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St. Paul, Minn. — The proposed Northstar commuter rail line would link a 40-mile stretch from Minneapolis to Big Lake, at a cost of $265 million. Supporters say it would relieve traffic congestion in one of the fastest-growing corridors of the state. Opponents say it's another heavily-subsidized transit project like the Hiawatha light rail line.
Gov. Pawlenty opposed the project as a legislator, but says he changed his mind earlier this year after the Bush administration concluded the project met cost-effectiveness standards.
"This project, we believe, will reduce commuter hours by approaching one million hours a year -- 890,000 hours per year," says Pawlenty. "That is a significant savings in terms of time in car or congestion for Minnesotans who can use this commuter corridor."
Pawlenty sported a yellow "I'm on board" button, and announced his plan surrounded by state and county officials who support Northstar. Lt. Gov. and Transportation Commissioner Carol Molnau wasn't there -- she has said she personally opposes the commuter rail line but will support it politically because of Pawlenty's stance.
Pawlenty says he'll use $2.5 million from a Met Council transit fund to secure $10 million in federal money. He says Minnesota faces a Sept. 30 deadline to match the money or lose it. The counties along the corridor -- Anoka, Sherburne and Hennepin -- are also expected to chip in another $10 million.
The money will be used to acquire land along the rail line, and continue negotiations with the Burlington Northern Sante Fe railroad, which owns the line.
Critics say the governor is ignoring legislative intent on the issue.
"The governor, quite simply and plainly, is trying to circumvent the legislative process," says State Rep. Phil Krinkie, R-Shoreview. He says the Legislature has failed to approve Northstar funding over the past four years. Krinkie, who chairs the committee that deals with capital investment projects, says Pawlenty shouldn't move ahead with Northstar on his own.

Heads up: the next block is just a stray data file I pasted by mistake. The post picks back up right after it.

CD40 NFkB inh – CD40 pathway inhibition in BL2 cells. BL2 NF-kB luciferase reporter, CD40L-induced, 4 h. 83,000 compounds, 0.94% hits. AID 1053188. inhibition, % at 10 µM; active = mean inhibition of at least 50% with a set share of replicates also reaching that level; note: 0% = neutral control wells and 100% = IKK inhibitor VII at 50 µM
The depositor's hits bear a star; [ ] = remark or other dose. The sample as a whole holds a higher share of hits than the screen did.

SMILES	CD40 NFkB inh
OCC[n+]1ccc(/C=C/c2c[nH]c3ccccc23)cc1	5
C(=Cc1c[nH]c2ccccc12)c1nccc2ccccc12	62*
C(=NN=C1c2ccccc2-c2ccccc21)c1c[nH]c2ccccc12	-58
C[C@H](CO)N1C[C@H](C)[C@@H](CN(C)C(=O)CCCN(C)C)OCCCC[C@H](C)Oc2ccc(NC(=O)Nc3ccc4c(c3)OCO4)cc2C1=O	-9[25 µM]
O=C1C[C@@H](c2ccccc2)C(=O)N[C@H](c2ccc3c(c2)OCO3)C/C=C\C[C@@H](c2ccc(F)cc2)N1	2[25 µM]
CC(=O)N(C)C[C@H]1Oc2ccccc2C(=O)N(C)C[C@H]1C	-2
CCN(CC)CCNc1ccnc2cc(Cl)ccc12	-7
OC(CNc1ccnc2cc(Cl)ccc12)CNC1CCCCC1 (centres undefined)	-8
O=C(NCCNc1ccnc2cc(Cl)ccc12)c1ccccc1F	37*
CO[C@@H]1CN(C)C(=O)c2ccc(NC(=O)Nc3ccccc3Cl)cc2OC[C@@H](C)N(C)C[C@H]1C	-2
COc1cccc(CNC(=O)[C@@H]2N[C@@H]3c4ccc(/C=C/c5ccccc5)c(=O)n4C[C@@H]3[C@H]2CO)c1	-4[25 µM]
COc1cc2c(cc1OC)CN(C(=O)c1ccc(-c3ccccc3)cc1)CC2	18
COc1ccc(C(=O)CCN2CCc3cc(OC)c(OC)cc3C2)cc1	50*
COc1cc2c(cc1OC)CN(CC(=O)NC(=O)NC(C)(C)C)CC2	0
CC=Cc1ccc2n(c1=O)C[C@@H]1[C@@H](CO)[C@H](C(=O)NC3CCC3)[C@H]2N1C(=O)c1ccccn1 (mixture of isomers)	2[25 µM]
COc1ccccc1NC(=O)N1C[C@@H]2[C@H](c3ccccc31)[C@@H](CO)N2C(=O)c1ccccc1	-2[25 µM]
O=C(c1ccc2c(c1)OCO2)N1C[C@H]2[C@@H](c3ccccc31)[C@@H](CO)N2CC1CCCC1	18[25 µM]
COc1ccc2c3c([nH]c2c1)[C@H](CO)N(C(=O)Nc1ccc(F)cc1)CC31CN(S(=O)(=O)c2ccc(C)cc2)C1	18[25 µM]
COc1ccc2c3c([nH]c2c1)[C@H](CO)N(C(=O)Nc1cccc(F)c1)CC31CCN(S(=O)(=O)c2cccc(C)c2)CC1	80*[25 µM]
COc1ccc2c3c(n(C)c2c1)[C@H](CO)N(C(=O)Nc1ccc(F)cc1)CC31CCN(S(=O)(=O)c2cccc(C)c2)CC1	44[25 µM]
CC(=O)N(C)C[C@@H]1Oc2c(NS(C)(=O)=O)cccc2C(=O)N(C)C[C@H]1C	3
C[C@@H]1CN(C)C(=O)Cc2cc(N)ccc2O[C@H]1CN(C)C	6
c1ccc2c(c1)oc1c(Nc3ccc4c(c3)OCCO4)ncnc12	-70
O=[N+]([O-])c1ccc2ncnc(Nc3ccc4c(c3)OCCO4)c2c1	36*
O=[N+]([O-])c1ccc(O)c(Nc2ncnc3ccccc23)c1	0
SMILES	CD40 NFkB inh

"Certainly if that's the way the governor wants to operate, he can do that. I don't think it bodes well for any cooperation in the future over some of these projects," Krinkie says.
The governor, quite simply and plainly, is trying to circumvent the legislative process. ... I don't think it bodes well for any cooperation in the future.
Pawlenty says he's not trying to do an end-run around the Legislature. He says Northstar is one of many issues that got caught up in the end-of-session gridlock this year. He says he needed to act if Minnesota wanted to take advantage of the federal money.
Pawlenty acknowledges there is some risk for the state and for the counties involved in the Northstar Corridor Development Authority in moving forward without a legislative commitment to fund the bulk of the project.
"Real estate's usually a pretty good investment, no matter what. The NCDA money is going to go primarily towards design work, so there may be a little bit more risk there. But I think it's a reasonable assumption that this project will ... hopefully get favorable treatment from the Legislature in the future," Pawlenty says.
The chief House sponsor of the Northstar funding, Rep. Kathy Tingelstad, R-Andover, says she thinks the project will get legislative approval next year.
"I think it will not be as divisive in the next legislative session, partially because of the success of the Hiawatha line. People are seeing a real need for some transit alternatives," says Tingelstad. "Also, I think you'll see some changes through the election. Most people would guess that there won't be 81 Republicans in the House of Representatives, there will be more Democrats."
The House has rejected Northstar funding in the last couple of capital investment bills, while the Senate has traditionally supported the commuter rail line.
Northstar opponents say they'll continue to object to the project. The chair of the House Transportation Finance committee, Rep. Bill Kuisle, R-Rochester, says Pawlenty has not outlined a plan to pay to operate Northstar. He says he may send a letter to the Federal Transit Authority, pointing out that the Legislature hasn't approved funding for the project.